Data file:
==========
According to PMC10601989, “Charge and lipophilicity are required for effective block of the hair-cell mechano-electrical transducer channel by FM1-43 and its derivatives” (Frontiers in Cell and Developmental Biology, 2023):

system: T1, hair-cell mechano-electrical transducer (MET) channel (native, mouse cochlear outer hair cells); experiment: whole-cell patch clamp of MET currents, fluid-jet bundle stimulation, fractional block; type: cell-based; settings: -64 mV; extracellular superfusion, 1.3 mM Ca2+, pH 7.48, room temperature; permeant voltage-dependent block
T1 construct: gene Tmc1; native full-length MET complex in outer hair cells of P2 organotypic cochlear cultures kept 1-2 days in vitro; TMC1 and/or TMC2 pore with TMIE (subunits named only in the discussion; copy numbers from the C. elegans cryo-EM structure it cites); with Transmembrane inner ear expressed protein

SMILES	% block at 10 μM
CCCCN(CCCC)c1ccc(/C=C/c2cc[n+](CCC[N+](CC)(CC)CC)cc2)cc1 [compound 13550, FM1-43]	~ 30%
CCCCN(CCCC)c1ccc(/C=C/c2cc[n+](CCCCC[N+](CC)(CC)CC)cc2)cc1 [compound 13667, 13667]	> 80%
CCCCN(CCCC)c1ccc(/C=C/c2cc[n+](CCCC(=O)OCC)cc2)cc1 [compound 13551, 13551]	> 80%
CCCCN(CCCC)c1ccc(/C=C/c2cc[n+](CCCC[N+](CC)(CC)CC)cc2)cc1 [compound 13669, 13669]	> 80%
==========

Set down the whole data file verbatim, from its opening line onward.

According to PMC10601989, “Charge and lipophilicity are required for effective block of the hair-cell mechano-electrical transducer channel by FM1-43 and its derivatives” (Frontiers in Cell and Developmental Biology, 2023):

system: T1, hair-cell mechano-electrical transducer (MET) channel (native, mouse cochlear outer hair cells); experiment: whole-cell patch clamp of MET currents, fluid-jet bundle stimulation, fractional block; type: cell-based; settings: -64 mV; extracellular superfusion, 1.3 mM Ca2+, pH 7.48, room temperature; permeant voltage-dependent block
T1 construct: gene Tmc1; native full-length MET complex in outer hair cells of P2 organotypic cochlear cultures kept 1-2 days in vitro; TMC1 and/or TMC2 pore with TMIE (subunits named only in the discussion; copy numbers from the C. elegans cryo-EM structure it cites); with Transmembrane inner ear expressed protein

SMILES	% block at 10 μM
CCCCN(CCCC)c1ccc(/C=C/c2cc[n+](CCC[N+](CC)(CC)CC)cc2)cc1 [compound 13550, FM1-43]	~ 30%
CCCCN(CCCC)c1ccc(/C=C/c2cc[n+](CCCCC[N+](CC)(CC)CC)cc2)cc1 [compound 13667, 13667]	> 80%
CCCCN(CCCC)c1ccc(/C=C/c2cc[n+](CCCC(=O)OCC)cc2)cc1 [compound 13551, 13551]	> 80%
CCCCN(CCCC)c1ccc(/C=C/c2cc[n+](CCCC[N+](CC)(CC)CC)cc2)cc1 [compound 13669, 13669]	> 80%